After a disaster or burglary would you be able to replace everything, all at once?
The Insurance Bureau of Canada (IBC) reminds homeowners and tenants to make sure their insurance policies are up to date.
“Often, home insurance policies automatically renew each year and consumers may not even think about what their policies cover,”said Lindsay Olson, the British Columbia , Saskatchewan and Manitoba vice-president for the IBC.
“But if you’ve done any renovations, upgraded your furniture or acquired new and expensive electronics or art, it’s important to review your home insurance policy."
Homeowners should insure their house according to what it would cost to rebuild in the event that it was destroyed. This amount is called the replacement cost, and is different from the market value or tax assessment value.
“Replacement cost includes things such as debris removal, the price and availability of skilled labour, extra expense due to more demanding building codes, and more,” said Noble.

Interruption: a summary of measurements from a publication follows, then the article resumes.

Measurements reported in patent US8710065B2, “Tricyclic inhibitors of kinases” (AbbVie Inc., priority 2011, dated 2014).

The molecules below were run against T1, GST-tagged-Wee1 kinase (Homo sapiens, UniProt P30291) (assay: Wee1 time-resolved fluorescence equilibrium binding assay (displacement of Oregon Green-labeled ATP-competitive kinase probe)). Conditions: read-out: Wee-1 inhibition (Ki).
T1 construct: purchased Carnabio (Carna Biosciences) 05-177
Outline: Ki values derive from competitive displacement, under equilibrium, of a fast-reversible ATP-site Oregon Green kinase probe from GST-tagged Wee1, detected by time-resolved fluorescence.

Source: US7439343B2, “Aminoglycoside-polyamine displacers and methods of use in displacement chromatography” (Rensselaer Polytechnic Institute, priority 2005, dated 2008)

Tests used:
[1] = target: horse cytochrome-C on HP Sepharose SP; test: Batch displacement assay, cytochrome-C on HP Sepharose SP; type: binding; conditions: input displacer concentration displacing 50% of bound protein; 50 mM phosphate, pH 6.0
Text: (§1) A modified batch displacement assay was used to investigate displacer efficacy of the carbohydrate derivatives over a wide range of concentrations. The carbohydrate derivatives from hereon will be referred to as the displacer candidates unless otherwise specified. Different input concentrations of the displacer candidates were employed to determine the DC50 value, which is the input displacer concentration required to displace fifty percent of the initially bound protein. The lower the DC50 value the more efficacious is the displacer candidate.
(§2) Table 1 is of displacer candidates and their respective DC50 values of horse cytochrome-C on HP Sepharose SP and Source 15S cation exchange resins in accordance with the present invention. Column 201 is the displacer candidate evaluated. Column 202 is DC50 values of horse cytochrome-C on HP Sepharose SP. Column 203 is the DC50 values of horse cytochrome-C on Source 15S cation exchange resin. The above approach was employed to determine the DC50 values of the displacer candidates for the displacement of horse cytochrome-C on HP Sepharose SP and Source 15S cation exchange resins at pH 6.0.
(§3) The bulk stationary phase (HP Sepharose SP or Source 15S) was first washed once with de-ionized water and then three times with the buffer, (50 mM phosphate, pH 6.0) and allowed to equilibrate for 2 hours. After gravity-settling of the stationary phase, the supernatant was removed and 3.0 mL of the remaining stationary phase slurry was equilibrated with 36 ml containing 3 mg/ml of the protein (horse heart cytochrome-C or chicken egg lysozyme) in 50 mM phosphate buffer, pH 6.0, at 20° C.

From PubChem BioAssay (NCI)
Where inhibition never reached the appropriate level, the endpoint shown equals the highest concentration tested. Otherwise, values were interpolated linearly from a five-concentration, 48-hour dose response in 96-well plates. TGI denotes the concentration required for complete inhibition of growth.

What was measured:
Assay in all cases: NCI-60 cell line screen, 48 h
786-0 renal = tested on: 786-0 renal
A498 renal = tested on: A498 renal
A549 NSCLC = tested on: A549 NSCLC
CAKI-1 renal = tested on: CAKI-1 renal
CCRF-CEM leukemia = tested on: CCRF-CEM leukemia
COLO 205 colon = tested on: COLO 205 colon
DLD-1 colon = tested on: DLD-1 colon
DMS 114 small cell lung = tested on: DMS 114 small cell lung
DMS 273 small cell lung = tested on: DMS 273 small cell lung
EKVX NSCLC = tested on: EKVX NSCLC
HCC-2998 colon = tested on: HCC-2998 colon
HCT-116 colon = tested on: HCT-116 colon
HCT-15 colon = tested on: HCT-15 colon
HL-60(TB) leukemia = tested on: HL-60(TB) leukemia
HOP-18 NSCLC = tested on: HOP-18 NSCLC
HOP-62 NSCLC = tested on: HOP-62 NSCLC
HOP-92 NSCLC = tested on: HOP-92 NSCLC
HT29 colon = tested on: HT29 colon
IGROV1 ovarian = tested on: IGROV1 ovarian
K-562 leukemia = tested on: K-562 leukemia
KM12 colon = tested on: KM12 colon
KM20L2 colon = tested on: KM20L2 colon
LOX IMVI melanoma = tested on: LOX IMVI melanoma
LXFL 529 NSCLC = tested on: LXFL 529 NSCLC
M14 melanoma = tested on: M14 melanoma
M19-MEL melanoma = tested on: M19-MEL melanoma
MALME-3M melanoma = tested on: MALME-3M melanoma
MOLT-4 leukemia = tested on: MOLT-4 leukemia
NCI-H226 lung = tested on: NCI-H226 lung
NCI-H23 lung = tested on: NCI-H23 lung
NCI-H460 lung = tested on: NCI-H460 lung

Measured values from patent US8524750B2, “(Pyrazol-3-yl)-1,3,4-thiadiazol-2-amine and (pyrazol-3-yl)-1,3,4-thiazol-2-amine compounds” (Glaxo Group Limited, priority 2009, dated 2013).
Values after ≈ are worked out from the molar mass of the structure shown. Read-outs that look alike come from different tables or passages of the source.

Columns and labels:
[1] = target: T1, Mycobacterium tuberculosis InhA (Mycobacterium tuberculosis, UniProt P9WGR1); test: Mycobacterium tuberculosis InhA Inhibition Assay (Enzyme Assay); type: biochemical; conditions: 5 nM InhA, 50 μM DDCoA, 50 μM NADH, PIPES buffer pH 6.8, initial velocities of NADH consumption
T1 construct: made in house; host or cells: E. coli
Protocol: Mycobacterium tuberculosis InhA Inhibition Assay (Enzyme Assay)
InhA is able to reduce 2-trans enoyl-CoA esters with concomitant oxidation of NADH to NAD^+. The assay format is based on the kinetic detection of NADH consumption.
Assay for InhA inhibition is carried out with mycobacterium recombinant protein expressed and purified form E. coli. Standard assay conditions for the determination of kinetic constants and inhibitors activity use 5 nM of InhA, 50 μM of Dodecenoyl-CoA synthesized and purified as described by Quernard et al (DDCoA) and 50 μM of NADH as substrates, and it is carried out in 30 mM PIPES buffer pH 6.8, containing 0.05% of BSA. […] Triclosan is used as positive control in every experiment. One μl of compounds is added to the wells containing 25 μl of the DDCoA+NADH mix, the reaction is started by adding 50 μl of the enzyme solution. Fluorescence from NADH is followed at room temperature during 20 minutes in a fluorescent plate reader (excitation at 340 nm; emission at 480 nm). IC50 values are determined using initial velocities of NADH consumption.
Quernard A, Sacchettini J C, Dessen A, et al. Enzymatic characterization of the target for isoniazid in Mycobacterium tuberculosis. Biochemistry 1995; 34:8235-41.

“Upgrades, renovations and other improvements can also make rebuilding a home more expensive than originally estimated, affecting the final replacement cost,” he added.
And both homeowners and tenants need to think about what’s inside.
“Take an inventory of your stuff,” recommended Noble. “A complete inventory of your belongings will help you get the right coverage and make it easier to file a claim.”
Consumers can complete a room-by-room inventory of their possessions and find a home assessment checklist at www.ibc.ca/en/Home_Insurance/Home_Insurance_Explained/itv.asp
— provided by the Insurance Bureau of Canada.